I take a keen interest in this topic.
So it’s not surprising that a report titled ‘Reinventing the workplace for greater gender diversity,’ by consulting firm McKinsey piqued my interest.
As one would expect from a reputable organisation, it’s thorough and packed with fascinating insights and stats. Well worth a read. However, as I went about my business that day, I found myself reflecting, not about the facts and findings, but this…
How many reports from powerhouse consulting firms do we need?
In 2014, McKinsey released their survey findings in a report titled, ‘Moving mind-sets on gender diversity.’ And, ‘Why gender diversity at the top remains a challenge.’ Hop online and you’ll find ‘gender diversity projects’. Projects!
Key ‘gender diversity’ into Google and you’ll find information galore: reports, projects, articles and more. In consulting fees, human resources and project teams alone, I suspect it’s a huge cost to the economy. We could, if the fancy takes us, trawl though copious studies and reports year after year.
So I wonder…
Why is it so hard to achieve gender diversity in the workplace?
After all, each additional report highlights that we know what the issues are and, where they are. We seem to be filled with good intention. Coaxing, encouraging and educating. And yet…we’re just not getting very far.
Ernest Hemingway said, “Never confuse movement with action.” How right he is, because we’re moving and scurrying but it seems to me, not hurrying.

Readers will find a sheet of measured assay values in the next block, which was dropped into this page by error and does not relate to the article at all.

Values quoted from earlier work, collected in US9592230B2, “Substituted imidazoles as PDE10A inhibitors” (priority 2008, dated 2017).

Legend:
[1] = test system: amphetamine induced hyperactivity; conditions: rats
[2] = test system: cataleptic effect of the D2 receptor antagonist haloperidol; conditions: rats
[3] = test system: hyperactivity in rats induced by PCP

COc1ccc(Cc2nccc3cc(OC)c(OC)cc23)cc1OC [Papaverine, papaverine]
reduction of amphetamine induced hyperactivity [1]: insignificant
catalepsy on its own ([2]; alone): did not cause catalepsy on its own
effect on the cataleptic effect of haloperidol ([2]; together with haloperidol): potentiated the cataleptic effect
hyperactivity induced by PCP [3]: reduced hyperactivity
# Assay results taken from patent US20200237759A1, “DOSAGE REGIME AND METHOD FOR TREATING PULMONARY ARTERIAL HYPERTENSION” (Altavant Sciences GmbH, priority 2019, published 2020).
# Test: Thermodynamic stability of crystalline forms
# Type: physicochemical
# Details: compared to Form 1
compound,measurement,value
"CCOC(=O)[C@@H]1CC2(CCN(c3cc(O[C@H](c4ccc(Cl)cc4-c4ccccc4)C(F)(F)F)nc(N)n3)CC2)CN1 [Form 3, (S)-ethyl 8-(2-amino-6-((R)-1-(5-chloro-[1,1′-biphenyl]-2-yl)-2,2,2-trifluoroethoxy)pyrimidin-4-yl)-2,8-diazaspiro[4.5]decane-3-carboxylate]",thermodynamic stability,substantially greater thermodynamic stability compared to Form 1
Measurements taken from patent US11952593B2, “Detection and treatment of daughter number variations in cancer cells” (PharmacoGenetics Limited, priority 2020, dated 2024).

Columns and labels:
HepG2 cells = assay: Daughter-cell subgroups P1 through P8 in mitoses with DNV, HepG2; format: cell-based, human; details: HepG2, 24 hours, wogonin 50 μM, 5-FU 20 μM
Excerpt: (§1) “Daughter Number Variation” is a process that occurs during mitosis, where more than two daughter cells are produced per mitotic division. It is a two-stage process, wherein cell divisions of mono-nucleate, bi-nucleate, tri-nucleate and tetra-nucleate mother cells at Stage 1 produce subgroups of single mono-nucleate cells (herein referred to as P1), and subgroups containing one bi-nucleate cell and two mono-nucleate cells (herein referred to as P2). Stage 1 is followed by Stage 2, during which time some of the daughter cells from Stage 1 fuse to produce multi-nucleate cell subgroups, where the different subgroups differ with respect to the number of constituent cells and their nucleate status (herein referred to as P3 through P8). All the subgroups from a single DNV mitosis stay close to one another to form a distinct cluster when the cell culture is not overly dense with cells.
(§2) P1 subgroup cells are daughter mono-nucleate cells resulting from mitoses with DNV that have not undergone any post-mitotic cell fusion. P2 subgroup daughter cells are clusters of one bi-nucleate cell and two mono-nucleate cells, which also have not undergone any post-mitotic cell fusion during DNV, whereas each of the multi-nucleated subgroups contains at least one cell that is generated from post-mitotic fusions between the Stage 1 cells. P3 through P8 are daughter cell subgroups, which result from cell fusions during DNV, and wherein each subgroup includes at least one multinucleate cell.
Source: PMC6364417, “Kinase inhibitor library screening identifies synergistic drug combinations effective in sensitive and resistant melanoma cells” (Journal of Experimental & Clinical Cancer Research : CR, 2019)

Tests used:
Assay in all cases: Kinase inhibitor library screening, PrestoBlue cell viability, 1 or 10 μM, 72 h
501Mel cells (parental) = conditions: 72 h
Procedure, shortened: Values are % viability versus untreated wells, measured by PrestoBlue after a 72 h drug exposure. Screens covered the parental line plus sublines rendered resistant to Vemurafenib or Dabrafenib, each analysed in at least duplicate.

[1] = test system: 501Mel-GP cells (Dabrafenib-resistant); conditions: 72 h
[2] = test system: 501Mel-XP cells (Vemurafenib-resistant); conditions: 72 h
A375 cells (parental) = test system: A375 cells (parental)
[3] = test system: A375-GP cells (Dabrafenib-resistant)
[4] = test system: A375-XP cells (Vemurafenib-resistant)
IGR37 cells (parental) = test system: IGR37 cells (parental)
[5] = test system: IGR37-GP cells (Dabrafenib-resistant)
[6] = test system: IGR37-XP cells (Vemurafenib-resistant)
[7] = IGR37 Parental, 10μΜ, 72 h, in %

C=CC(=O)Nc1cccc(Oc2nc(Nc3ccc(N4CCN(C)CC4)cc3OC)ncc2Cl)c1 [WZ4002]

Could language and tone play a part?
Sometimes the language of ‘change’ can be threatening, like “moving mind sets” and “reinventing”. To those less friendly to the idea, I imagine it sounds more mind-blowing than “mind-moving”!
An article in the Huffington Post titled, “The Business Case for Gender Diversity,” reinforced the point and sparked another thought…
How sad that we need to position this worthy goal through the lens of a ‘business case’.
It’s just not something I’m used to
Of course, I’m a woman, so I’m well aware of the challenges. It’s a well-discussed topic of conversation within my social groups. From career women, mums with part-time jobs to my marathon running buddies, most have a story to share.
I’m just not used to it myself.
I believe it’s about culture and values
In the field of direct selling, we don’t talk about ‘gender diversity’ or ‘gender equality’ and the like. We don’t find ourselves selling the concept of a ‘gender diverse workforce’ or needing to highlight its benefits to either the decision-making process or bottom line.
While I’m the first to admit we experience the occasional hiccup, the industry’s culture and values generally steer us in the right direction. No educating, coaxing or convincing required. It’s all very civilised, cohesive and I believe, honourable.
The direct-selling opportunity attracts more women than men
We know that this is partly due to the type of companies involved and their product offerings; and, (because women are usually primary carers) the income-earning potential balanced with family-friendly flexibility and convenience.
With low barriers to entry, a welcoming, inclusive, and supportive environment, it’s a space in which women feel comfortable. Here, they tell us, they find a level playing field, a true meritocracy— perhaps for the first time ever in their working life.
It seems the men in our industry agree, with many attracted by those very same qualities too.
Our industry holds true to its values and in doing so, attracts those who share them.
I think like this…
Why don’t we pursue gender diversity and equality in the workplace because it’s the right thing to do?
Let’s make that the primary motivator. And when we do, enjoy the additional benefits it brings, like… better business decisions and a healthier bottom line.